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Neuro Evolution of Augmented Topologies (fev.al)
95 points by charlieirish 14 days ago | hide | past | favorite | 9 comments

Apart from NEAT/HyperNEAT there are also other approaches to neuroevolution (I think in this context it is referred to as "Evolutionary Neural Architecture Search" [0]). Evolution in general can be applied in different ways (e.g. optimizing the architecture, replacing training gradient descent etc.).

A while ago I co-authored a paper in this space [1] and released some code for interested folks [2].

[0]: https://arxiv.org/pdf/2008.10937.pdf

[1]: https://arxiv.org/abs/1801.00119

[2]: https://gitlab.com/pkoperek/pytorch-dnn-evolution/-/tree/mas...

I also find the related ideas of neuroevolution of the weights of a neural networks to be fascinating in its own right.

I've implemented "cooperative coevolution" which felt like magic when I considered how good it is (on some tasks like continuous control RL problems) relative to known good methods like anything involving gradients.

I wish that this stuff was explored a bit more. Seems we are leaving the paradigm of evolutionary methods...

They seem to be similar to Gene Sher's TWEANNS - Topology and Weight Evolving Neural Networks - that I learned about in his 2012 book, "Handbook of Neuroevolution Through Erlang" (sure, it didn't pick up because Erlang ;))

Gene's specific implementation is DXNN (Discover and eXplore Neural Network) implemented in 2010 [1]

[1] https://arxiv.org/abs/1008.2412

Sher's TWEANN work cites NEAT and HyperNEAT quite extensively — Stanley's original work here is pretty influential in the neuroevolution space!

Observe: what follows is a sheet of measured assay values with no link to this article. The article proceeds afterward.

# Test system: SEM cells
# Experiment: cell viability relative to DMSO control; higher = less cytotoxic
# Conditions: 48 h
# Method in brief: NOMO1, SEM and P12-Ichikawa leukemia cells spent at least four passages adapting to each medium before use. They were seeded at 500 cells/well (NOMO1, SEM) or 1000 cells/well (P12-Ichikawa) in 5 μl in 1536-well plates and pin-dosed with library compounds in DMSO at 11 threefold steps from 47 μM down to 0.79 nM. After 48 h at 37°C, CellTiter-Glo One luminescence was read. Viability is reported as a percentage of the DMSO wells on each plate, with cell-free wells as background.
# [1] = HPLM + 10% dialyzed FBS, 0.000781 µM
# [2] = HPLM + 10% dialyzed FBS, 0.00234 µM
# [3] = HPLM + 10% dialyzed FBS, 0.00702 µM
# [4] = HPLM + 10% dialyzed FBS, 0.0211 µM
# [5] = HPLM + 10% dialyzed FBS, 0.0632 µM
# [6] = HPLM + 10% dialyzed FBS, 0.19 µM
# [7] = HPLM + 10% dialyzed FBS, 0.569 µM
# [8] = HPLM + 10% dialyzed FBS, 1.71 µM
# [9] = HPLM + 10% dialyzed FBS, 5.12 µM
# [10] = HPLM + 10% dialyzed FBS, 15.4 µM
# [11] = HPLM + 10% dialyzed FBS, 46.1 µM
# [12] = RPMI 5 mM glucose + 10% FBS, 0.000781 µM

I missed that, thanks! I'll have to take another look.

When I think of neural networks that evolve changes in their topology and the weights between those connections, over and over towards optimizing a solution to function, I get the vision of the recursive Life in Life video[1] where Conway's Game of Life is emulated in Game of Life.

[1] https://www.youtube.com/watch?v=xP5-iIeKXE8

Author there, I'm curious how you found this post that was not indexed yet? :) (and not finished then)

There's also for example HyerNEAT. I'm out of the field now. Has recent progress been made recently with these technologies?

I'm by no means an expert in the field but I do find it exceptionally interesting so i try and keep tabs on some of the research done by people who originated from the same group as Kenneth Stanley.

Seems like many from this group now pursue open-endedness in AI and view evolution as a way towards this goal (or lack thereof).

A very interesting evolution (ha!) of these ideas was presented in POET[0] towards evolution of agents in evolving environments.

There is also an interesting paper about accelerating neural architecture search when generating fake training data in generative teacher networks[1].

Lastly, a paper that i find very very interesting but might not be as relevant but still is 'First return, then explore'[2]

[0] : https://eng.uber.com/poet-open-ended-deep-learning/

[1] : http://proceedings.mlr.press/v119/such20a.html

[2] : https://arxiv.org/pdf/2004.12919.pdf

For the logical endpoint of this approach, check out FreeWire:


You can experiment with freely wired neural networks without traditional layers.

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